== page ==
The most unusual and perhaps fascinating character is the cave player. Acting as a sort of referee, the cave is in charge of the flow of the game. In order to collapse and kill everyone in suffocated glory, all tiles must be placed. Once all tiles are placed, the cave player has to remove tiles from the outside moving in. The key to collapsing is by removing five of nine crystal tiles. Of course, this takes time, so the cave has no interest in letting anyone get too strong or move quickly toward victory. As such, the cave can give the knight helpful or harmful events, place tiles in such a way to make the goblins or knight's life more difficult, use accumulated resources gained through risky treasure placement to weaken any player (including the slumbering dragon), and so on. Without an actual player token, the cave almost feels like a dungeon master that wants to keep everyone just shy enough from victory that she can buy time to collapse.
Phew! If you think that was a lot to read, you should try learning AND teaching this game! Learning Vast is like learning five different games at once and then learning how each of those games interact. On top of that, you need to find four other dedicated players who want to learn those five games. Sure, a player only needs to technically know how their own character plays, but they're at a serious strategic disadvantage if they don't understand how their hunter or prey operate. This is both the draw and repellent of Vast. In order to get the best possible game, five players should be present. A game can be played with any number of players, but the balance and rules get a little awkward at this point. Three players should be the absolute minimum, and in this event, the thief and cave should probably be taken out. Four or five players can be an absolute blast, but everyone should know what's going on and be all-in. That is the true challenge.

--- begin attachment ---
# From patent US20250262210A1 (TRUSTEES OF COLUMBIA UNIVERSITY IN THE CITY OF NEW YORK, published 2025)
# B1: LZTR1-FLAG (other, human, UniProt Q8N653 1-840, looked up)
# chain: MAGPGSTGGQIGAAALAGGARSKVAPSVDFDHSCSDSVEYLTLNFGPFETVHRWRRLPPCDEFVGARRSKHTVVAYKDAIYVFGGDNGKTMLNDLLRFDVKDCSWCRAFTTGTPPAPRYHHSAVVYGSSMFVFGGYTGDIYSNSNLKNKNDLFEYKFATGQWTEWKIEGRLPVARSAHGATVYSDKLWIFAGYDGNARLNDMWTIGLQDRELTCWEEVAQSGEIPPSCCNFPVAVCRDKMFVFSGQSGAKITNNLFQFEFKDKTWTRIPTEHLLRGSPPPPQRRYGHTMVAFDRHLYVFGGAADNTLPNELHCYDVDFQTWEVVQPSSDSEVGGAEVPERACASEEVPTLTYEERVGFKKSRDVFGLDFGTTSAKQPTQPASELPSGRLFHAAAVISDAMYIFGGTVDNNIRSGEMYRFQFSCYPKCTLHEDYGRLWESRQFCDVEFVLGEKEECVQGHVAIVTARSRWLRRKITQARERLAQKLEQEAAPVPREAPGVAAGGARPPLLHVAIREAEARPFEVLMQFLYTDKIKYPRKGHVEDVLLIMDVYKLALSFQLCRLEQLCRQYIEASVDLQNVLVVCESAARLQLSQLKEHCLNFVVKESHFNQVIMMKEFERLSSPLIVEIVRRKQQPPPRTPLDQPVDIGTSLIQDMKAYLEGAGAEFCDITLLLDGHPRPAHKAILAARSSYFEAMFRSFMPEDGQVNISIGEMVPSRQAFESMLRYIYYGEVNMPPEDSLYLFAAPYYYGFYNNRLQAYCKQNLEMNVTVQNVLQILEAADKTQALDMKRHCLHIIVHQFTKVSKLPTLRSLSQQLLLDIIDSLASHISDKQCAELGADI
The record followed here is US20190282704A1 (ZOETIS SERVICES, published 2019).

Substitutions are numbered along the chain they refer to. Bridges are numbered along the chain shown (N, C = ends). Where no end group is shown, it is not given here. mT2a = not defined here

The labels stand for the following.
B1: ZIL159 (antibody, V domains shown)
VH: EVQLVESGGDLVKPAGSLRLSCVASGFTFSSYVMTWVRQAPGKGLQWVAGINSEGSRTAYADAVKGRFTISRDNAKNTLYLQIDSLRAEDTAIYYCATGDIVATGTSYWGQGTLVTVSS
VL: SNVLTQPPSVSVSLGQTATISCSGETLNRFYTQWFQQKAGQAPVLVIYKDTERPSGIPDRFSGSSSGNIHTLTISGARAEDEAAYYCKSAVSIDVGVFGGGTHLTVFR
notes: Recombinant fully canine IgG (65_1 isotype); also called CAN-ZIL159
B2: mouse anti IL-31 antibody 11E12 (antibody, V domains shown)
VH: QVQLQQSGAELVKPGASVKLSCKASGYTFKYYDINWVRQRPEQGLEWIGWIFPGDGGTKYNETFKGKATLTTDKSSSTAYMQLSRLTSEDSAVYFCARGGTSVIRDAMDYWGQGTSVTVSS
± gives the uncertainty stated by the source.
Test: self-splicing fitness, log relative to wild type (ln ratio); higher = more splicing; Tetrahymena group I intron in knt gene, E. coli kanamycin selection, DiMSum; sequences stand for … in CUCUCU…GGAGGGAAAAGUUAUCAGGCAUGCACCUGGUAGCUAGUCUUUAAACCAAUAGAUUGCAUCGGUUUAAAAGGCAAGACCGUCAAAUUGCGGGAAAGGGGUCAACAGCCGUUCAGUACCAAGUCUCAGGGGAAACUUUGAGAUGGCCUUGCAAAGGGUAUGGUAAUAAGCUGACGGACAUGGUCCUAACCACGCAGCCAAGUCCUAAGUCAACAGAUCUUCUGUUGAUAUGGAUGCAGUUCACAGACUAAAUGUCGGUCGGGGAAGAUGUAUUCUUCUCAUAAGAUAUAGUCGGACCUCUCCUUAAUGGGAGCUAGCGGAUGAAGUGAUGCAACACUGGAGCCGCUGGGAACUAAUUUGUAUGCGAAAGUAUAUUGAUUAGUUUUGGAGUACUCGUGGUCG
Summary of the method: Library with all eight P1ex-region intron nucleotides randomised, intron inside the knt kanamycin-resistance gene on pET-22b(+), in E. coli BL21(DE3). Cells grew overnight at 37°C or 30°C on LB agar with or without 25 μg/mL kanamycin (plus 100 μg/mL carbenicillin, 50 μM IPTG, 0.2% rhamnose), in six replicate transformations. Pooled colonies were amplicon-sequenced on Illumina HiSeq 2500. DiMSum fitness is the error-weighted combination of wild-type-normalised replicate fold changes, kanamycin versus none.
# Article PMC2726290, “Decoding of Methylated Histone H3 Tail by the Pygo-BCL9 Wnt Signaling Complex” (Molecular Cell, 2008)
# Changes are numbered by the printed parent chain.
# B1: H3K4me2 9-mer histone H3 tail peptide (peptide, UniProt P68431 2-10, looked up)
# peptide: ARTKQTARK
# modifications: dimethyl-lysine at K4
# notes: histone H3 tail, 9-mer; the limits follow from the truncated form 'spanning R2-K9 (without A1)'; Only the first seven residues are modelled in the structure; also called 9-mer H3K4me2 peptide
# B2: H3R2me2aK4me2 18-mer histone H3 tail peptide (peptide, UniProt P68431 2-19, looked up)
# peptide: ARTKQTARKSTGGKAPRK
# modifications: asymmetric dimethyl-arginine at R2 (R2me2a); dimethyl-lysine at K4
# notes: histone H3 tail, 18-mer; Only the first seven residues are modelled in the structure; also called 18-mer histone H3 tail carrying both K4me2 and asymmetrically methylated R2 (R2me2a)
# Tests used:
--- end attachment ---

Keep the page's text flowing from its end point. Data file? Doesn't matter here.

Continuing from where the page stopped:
To exacerbate matters, the rule book is a nightmare to not only read and understand, but minor contingencies continuously occur, and finding the answer in the rule book can delay the game and pull players out of the experience. Vast has so many moving parts, and the characters are so different from one another, that when they interact the result can be confusing. I don't mean to say this in order to scare would-be players away, but the exhausting learning curve must be noted.
The fact is that when all players understand the game — after the significant time investment by all — Vast is a deeply satisfying and hilarious game to play with friends. Because players aren't shipping cargo, earning inane victory points, or drafting endless cards that have shallow themes tacked onto numbers, Vast can be an intimate and highly social game. My friends and I carry on in Vast in a way we don't with most other games. While heavy euro games can be extraordinarily rewarding, not everyone wants to sit quietly in a room staring at and analyzing a complicated board scattered with cubes, cards, and other resources. For those looking for a unique gaming experience who have the time and desire to learn five games in one, Vast will titillate.